News Releases

November 4, 2009

Ophthalmology Times

Emory Eye Center Ranks in Top Ten in Ophthalmology Times Annual Survey


Media contact:
Joy Bell, 404-778-3711, jbell@emory.edu

(ATLANTA) Emory Eye Center ranked in the top ten with other distinguished U.S. academic eye institutions in the annual survey of ophthalmology programs conducted by Ophthalmology Times. In the October 15 issue, Emory Eye Center placed in the “Best Residency Program” listing as 8th, up two slots from the 2008 listing at 10th.

Ophthalmology Times, a news publication written by and for physicians, regularly ranks eye centers across the country. Now in its 14th year, the annual survey recognizes excellence in the teaching and development of residents, quality clinical (patient) care, and aggressive research pursuits. This year, a link for the online survey was sent to subscribers of OT e-newsletters, excluding U.S. ophthalmology department chairs and residency program directors. The chairpersons and residency directors were sent the same online survey, but in a separate online mailing. The response rates for both groups were 4.1% and 35.7%, respectively. Emory Eye Center has ranked in the Top Ten of several categories in the past decade.

“One of my first priorities at Emory was to ensure that our educational mission, focused on both residents and fellows, remained strong,” says Timothy W. Olsen, F. Phinizy Calhoun Sr. Professor of Ophthalmology, Chair of the Department of Ophthalmology, and Director, Emory Eye Center. “Dr. Thomas M. Aaberg Sr. set a high educational standard, and we are highly motivated to maintain one of the best clinical training programs in the country. We have great doctors who love to teach — it’s infectious.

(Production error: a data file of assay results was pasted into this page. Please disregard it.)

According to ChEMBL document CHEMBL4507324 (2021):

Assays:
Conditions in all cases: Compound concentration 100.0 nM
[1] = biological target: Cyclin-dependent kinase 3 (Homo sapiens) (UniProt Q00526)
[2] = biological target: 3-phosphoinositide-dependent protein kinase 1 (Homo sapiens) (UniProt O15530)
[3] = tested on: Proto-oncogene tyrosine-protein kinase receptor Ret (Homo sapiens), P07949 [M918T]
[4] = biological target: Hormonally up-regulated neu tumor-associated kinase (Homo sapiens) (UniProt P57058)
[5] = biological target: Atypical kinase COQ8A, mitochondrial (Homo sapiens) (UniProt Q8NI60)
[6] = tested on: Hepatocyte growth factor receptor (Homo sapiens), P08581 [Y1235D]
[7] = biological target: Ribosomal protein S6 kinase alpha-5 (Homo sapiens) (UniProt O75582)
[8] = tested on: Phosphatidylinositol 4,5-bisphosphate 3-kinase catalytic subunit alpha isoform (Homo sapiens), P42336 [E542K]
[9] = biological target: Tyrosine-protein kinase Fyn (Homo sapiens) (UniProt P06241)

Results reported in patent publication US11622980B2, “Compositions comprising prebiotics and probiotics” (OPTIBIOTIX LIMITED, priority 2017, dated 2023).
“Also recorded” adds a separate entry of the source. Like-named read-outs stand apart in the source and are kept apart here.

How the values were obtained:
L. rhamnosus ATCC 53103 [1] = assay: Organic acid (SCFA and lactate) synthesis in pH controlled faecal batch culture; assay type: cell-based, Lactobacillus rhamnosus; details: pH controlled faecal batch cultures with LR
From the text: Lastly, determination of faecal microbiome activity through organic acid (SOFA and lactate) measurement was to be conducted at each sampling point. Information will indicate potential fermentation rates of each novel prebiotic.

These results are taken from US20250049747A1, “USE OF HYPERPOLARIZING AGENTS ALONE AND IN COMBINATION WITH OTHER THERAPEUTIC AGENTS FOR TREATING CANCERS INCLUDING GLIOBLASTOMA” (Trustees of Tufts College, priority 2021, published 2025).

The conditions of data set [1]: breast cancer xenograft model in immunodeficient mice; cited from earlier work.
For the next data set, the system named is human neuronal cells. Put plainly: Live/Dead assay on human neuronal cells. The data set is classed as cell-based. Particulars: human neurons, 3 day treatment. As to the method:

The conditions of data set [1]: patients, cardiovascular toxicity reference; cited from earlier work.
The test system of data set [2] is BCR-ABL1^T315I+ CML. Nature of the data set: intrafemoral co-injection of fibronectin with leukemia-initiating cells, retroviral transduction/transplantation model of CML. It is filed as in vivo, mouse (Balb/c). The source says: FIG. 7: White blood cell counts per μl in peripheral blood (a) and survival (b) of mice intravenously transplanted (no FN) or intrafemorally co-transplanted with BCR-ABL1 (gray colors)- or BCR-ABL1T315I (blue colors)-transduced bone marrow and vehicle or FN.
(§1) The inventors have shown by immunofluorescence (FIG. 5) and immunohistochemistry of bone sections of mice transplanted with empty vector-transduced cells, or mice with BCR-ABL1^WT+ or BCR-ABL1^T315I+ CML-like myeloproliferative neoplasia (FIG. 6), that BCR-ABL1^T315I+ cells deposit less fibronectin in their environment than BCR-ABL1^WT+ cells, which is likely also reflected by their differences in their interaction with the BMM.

Accordingly, we have recently completed an impressive new digital learning resource center and auditorium. Finally, beginning this year, we will begin to bring every medical student at Emory University into our clinics, thereby increasing the importance of ophthalmology in the general medical education curriculum,” he says.

Emory Eye Center’s three-year residency program trains six new residents each year for a total of 18 dedicated physicians working side-by-side with Eye Center faculty. Emory attracts highly qualified applicants into its fellowship subspecialty training including retina, glaucoma, neuro-ophthalmology, cornea, pediatrics, ocular oncology and oculoplastics. There are approximately six to seven new fellows coming into the program each year for a typical total of 12 physicians in fellowships at one time.

In addition to Emory Eye Center’s main campus, physicians and residents may serve at Grady Hospital and its clinics, the VAMC, Emory Vision (Emory Eye Center’s refractive surgery center at the Perimeter Clinic), Children’s Healthcare of Atlanta (Egleston), Emory-Clark Holder Clinic in LaGrange and Emory University Hospital Midtown.

Emory Eye Center has a mission to conduct pioneering research into blinding eye diseases, to educate and train eye professionals, and to provide excellent patient care. The Department includes 38 ophthalmologists, eight optometrists, 11 basic scientists, 11 post-doctoral fellows, and nine researchers in other Emory departments who hold joint appointments in the Emory University School of medicine’s Department of Ophthalmology.

Ophthalmology research is supported by current NIH funding of $20 million through 2010. It ranks #18 among other eye institutions in NIH funding.

Funding at Emory Eye Center includes 14 endowed chairs and professorships and 18 other named endowments. It is one of the few departments in the Emory School of Medicine that funds its annual expenses through endowments, grants, contributions and patient-care income.

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